5 CRS-5 on the party that invokes the Enabling Clause as a defense ( 7.53). The lone dissenter argued that the MFN obligation does not apply to the Enabling Clause and that India did not properly bring the claim under the Clause ( 9.15, 9.21). Employing a broad reading of the term non-discriminatory in the Clause s description of the GSP, the panel concluded that developed countries were required to provide identical tariff preferences under GSP schemes to all developing countries ( 7.161). Applying this standard, the panel then ruled that the Drug Arrangements were inconsistent with GATT Article I:1 and could not be justified under the Clause ( 7.177). The European Communities appealed. The Appellate Body report, issued on April 7, 2004, first addressed the relationship between GATT Article I:1 and the Enabling Clause. The AB upheld the panel s findings that the Enabling Clause is an exception to GATT Article I:1 and that the Clause does not exclude the applicability of Article I:1 ( ). The AB explained that the Enabling Clause is to be read together with Article I:1 in the procedural sense, since a challenged measure, such as the Drug Arrangements, is submitted successively to the test of compatibility with the two provisions. In other words, when the Enabling Clause is implicated, the dispute panel first examines whether a measure is consistent with Article I:1, as the general rule, and, if it is found not to be so, the panel then examines whether the measure may be justified under the Clause ( ). Noting the vital role played by the Enabling Clause in promoting trade as a means of stimulating economic growth and development and the intent of WTO Members through the Clause to encourage the adoption of preference schemes, the AB found that the Clause was not a typical GATT exception or defense ( 106, 114). Thus, the AB modified the panel s finding and held that, unlike the ordinary practice with respect to GATT exceptions, under which exceptions are invoked only by the responding party, it was incumbent upon [complainant] India to raise the Enabling Clause in making its claim of inconsistency with Article I:1 of the GATT 1994 and to identify specific provisions of the Clause which it believed were violated by the respondent s measure ( 115, 123)(emphasis in original). At the same time, the burden of justifying GSP schemes under the cited Enabling Clause provisions still rests on a respondent ( 125). In application, the AB found that India sufficiently raised the issue, thereby placing the burden on the EC to justify the Drug Arrangements under the Clause. Most importantly, the AB reversed the panel s substantive decision regarding the breadth of acceptable preference programs under the Enabling Clause. The AB found instead that developed countries can grant preferences beyond those provided in their GSP to developing countries with particular needs, but only if identical treatment is available to all similarly situated GSP beneficiaries ( 173). The AB elaborated that similarly situated GSP beneficiaries are all GSP beneficiaries that have the development, financial, and trade needs to which the treatment is intended to respond ( 173). In reaching this conclusion, the AB reversed the panel s reading of the term non-discriminatory as used to define the GSP in the Enabling Clause. Even under the more expansive view of the Enabling Clause, however, the AB upheld the Panel s ruling that the EC failed to prove the Drug Arrangements were in fact non-discriminatory ( 189). Two factors led the AB to its conclusion: (1) the closed list of beneficiary countries in the Drug Arrangements could not ensure that the preferences would be available to all GSP beneficiaries suffering from illicit drug production and trafficking, and (2) the Drug Arrangements did not set out objective criteria that distinguished beneficiaries under the Drug Arrangements from other GSP beneficiaries ( 187, 188).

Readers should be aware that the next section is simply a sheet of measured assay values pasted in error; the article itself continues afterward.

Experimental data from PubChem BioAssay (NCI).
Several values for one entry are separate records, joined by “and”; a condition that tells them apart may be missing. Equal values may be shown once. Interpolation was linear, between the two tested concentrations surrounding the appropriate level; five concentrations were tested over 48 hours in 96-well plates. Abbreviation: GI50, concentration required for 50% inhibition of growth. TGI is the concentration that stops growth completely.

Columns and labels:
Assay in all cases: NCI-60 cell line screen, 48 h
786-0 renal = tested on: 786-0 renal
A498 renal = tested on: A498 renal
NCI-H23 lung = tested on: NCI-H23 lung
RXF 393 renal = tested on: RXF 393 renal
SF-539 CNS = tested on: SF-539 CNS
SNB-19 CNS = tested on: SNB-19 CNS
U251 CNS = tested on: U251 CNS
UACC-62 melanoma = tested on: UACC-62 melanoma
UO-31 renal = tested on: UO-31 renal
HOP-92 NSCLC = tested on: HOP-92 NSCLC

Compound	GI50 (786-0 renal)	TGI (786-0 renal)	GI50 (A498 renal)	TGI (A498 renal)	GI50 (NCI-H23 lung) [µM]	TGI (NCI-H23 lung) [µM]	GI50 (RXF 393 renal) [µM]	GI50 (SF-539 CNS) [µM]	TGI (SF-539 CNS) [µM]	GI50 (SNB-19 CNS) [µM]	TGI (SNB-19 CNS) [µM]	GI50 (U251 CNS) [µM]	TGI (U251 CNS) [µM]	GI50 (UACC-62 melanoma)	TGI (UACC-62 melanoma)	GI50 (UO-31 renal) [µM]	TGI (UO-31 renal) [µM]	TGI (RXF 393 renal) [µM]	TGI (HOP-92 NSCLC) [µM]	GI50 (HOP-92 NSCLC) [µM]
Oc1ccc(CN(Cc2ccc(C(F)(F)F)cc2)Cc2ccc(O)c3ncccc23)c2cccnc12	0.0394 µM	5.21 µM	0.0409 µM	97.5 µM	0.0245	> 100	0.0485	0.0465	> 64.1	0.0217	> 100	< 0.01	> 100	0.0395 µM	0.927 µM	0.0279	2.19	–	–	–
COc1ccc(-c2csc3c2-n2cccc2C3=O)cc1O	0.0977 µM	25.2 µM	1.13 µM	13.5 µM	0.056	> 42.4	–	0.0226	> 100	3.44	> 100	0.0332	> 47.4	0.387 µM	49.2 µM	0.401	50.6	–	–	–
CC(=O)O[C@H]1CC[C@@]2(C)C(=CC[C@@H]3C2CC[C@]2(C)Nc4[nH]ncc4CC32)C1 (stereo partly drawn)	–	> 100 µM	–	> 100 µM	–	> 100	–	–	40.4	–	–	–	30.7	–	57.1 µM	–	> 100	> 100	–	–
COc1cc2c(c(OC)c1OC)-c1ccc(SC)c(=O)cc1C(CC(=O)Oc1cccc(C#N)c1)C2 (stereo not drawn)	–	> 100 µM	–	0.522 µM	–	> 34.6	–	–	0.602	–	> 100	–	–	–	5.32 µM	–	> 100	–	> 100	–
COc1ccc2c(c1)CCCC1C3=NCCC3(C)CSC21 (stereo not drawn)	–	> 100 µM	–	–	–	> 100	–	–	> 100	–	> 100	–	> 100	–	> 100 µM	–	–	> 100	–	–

6 CRS-6 Before the WTO Dispute Settlement Body adopted the ruling, the U.S. WTO representative stated, according to meeting minutes, that the United States was pleased that the Appellate Body had reversed the Panel s finding that the Enabling Clause required developed countries under their GSP programs to provide identical preferences to all developing countries and that the AB s decision would help maintain the viability of GSP programs. 18 The United States raised concerns, however, about the AB s finding that complainant India needed to raise the Clause, but that the EC bore the burden of proving that the Drug Arrangements were consistent with the Clause. The United States questioned the legal basis for this hybrid approach suggesting that difficulties might ensue in allowing the complaining party to set the burden of proof for the respondent. Recent Legislation P.L extends the GSP program until December 31, 2008, with an amendment calling on the President to revoke certain competitive need waivers and thus remove GSP benefits for certain products of particular beneficiary countries. The statute also extended Andean preferences until June 30, 2007, though allowing a further sixmonth extension for a beneficiary country that had concluded a free trade agreement with the United States, provided both parties approved the agreement by June 30, In addition, the 2006 act extends until September 30, 2012, with amendments, a provision in the African Growth and Opportunity Act (AGOA) permitting lesser-developed beneficiaries to obtain duty-free benefits for textile products regardless of the origin of the fabric or yarn used, and expands textile and apparel benefits for Haiti. 19 P.L has extended the Andean program to February 29, 2008, and removed the trade agreement requirement enacted in Other trade preference bills in the 110 th Congress include S. 222 (Graham), which would extend to one-year the period during which the President is to determine if Haiti meets eligibility requirements for the expanded textile benefits authorized in P.L , and S. 652 (Smith), which would authorize the expansion of trade preferences for least-developed countries. H.R (McDermott) would limit the President s authority to revoke any waiver of the GSP competitive need limitation by requiring that the U.S. International Trade Commission make certain determinations regarding the effect of the revocation before the President could act. No action has yet been taken on these bills. 18 Dispute Settlement Body, Minutes of Meeting, Apr. 20, 2004, 58-59, WT/DSB/M/167 (May 27, 2004)(emphasis in original). 19 For further information on textile issues involving Haiti, see CRS Report RS21839, Haitian Textile Industry: Impact of Proposed Trade Assistance, by Bernard A. Gelb. 20 Current beneficiaries of the Andean program, 19 U.S.C.A et seq., are Bolivia, Colombia, Ecuador, and Peru. Free trade agreements (FTAs) have been signed with Colombia and Peru, but implementing bills have not yet been sent to Congress. Bolivia has not been engaged in FTA negotiations with the United States and negotiations with Ecuador are currently inactive. It has been U.S. policy to remove a beneficiary country from a preference program once it becomes an FTA party. See, e.g., Dominican Republic - Central America-United States Free Trade Agreement Implementation Act, P.L , 201(a)(2),(3)(full removal from GSP; removal from CBERA, with limited exceptions).